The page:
TEETERING CRANE SECURED
After six days of precarious dangling 74 stories above the ground, the damaged construction crane alongside 157 W. 57th St. was secured on Sunday. The crane’s 150-foot boom snapped in the middle of Hurricane Sandy’s strong winds, which left it suspended by only a few metal beams at its base as it swung over the many residential buildings below. The city evacuated at-risk residents on West 56th and 57th streets between Sixth and Seventh avenues after the snap, then set to work figuring out how to handle the unwieldy danger.
The Department of Buildings and Pinnacle Industries, the crane’s owner, reportedly spent 36 hours on Sunday turning the crane’s mast so that the wayward boom could be tethered to the residential building. Most locals—many angered over the week by the repair’s slow progress—were allowed back into their homes on Monday.
GAS LINES STRETCH MORE THAN SIX BLOCKS
Upper West Siders in need of gas endured lines six blocks and beyond on Sunday, six days into a regional fuel shortage in the wake of Hurricane Sandy that has many citygoers on edge. The shortage persisted despite assurances from Mayor Michael Bloomberg and Gov. Andrew Cuomo last week that supplies would return to normal soon, so many residents found themselves with multiple hours to kill over the weekend along West End Avenue from around West 101st Street to the Mobil station around the corner on W. 96th Street.
According to the West Side Rag, the line stretched so far that gas station attendants had to close it off on Sunday around 2:30 p.m. to ensure that everyone in line received a portion of their dwindling supply. The line mirrored traffic jams across the city caused by fuel demand. At many stations, police were on duty to keep the gas-hungry from getting out of control.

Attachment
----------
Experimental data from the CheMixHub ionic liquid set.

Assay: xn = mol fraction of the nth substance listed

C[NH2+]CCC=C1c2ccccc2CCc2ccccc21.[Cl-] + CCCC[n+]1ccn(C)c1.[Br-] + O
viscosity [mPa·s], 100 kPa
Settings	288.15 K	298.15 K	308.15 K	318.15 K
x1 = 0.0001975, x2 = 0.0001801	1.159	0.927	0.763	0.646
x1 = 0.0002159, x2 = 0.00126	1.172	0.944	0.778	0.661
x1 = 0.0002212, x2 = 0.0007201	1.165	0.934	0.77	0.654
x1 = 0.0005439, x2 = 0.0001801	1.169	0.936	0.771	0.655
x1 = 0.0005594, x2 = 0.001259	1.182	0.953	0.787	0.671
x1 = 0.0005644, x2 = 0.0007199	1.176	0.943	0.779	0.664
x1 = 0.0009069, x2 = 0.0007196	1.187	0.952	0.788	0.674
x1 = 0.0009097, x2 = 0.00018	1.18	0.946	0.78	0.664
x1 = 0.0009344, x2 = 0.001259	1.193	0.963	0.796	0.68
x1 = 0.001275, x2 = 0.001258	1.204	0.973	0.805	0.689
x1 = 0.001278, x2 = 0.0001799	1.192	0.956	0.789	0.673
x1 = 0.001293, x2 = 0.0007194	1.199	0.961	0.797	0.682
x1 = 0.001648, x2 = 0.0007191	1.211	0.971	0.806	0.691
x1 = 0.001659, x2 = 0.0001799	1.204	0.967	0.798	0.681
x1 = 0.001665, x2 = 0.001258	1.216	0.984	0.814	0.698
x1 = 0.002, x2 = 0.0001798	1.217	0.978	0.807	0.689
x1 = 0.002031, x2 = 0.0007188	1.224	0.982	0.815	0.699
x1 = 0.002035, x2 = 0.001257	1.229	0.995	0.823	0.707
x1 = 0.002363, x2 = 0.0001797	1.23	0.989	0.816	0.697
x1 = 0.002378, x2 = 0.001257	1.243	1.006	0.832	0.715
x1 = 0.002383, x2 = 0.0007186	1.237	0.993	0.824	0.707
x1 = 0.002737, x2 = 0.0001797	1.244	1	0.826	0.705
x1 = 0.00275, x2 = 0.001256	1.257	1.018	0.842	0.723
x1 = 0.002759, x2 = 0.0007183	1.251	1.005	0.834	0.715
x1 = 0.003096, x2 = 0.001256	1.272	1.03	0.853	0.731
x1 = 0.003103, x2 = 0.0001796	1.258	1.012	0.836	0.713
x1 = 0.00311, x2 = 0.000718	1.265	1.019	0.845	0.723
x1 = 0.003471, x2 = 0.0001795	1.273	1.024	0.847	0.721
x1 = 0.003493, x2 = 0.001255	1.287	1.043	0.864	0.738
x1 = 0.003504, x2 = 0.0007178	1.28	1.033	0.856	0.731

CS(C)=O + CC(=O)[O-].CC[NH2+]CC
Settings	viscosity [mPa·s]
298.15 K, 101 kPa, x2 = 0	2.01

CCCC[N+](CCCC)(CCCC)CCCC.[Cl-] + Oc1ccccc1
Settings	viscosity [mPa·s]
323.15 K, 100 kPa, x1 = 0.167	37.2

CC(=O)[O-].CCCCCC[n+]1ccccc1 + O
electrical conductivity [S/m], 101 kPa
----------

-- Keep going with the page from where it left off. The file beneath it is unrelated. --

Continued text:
MARATHON CANCELED; RUNNERS RACE FOR STORM RELIEF
Amid fervid debate over whether or not the New York Marathon should be run in the wake of Hurricane Sandy, Mayor Michael Bloomberg announced the cancellation of the Nov. 4 event last Friday. Bloomberg, who first supported the race after the storm, maintained that the 26.2-mile run through the city’s five boroughs would not divert resources from storm recovery efforts.
Nevertheless, he said, the controversy surrounding the event—which over 26,000 New Yorkers protested by signing an online petition—was too much of a distraction from the families and homes that needed aid.
“It is clear that it has become the source of controversy and division,” Bloomberg said in the announcement. “The marathon has always brought our city together and inspired us with stories of courage and determination. We would not want a cloud to hang over the race or its participants, and so we have decided to cancel it.”
Many racers, however, decided not to let the cancellation darken their day, either. About 2,000 of the race’s 50,000 registered participants showed up in Central Park on Sunday morning to raise money for relief efforts by running laps around the park’s main road loop. (Four laps around the park about equals the marathon’s distance, and in fact used to be the New York Marathon’s course.) Other runners headed down to Staten Island to help families in damaged neighborhoods.
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